The Genetic Profile and Monitoring of Acute Lymphoblastic Leukemia in Children and Adolescents

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Abstract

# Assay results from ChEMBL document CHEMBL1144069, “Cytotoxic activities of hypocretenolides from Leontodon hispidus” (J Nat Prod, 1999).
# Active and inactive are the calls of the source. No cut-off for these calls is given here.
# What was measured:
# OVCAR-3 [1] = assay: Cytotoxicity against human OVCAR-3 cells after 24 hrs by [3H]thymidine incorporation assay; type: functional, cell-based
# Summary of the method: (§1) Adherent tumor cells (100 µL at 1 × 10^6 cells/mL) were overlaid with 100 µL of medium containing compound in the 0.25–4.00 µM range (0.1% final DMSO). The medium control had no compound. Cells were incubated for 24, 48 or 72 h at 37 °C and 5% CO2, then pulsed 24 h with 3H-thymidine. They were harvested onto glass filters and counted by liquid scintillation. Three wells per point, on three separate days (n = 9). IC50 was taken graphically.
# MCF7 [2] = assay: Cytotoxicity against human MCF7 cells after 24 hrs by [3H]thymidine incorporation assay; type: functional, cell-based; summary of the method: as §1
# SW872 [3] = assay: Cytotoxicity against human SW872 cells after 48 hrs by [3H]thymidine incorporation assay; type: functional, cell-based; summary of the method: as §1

The event-free survival rates of children diagnosed with acute lymphoblastic leukemia (ALL) demonstrate the advances that have been made in pediatric oncology and, more specifically, the improved understanding of the disease's heterogeneous characteristics. Understanding of the heterogeneity, differences between ALL cases, has been propelled through genetic classification of the leukemia, molecular monitoring of treatment response based on the genetic classification of the leukemia, and an understanding of the individual patient's variability in response to treatment. It is the culmination of the genetic profile of the leukemia, the individual patient, and molecular monitoring that has led to the earlier identification of patients who respond less favorably to treatment and thus prompts their treatment intensification and improved outcomes. It is imperative that nurses become knowledgeable of leukemic genetic markers and molecular monitoring and their clinical significance when caring for the child and their family.

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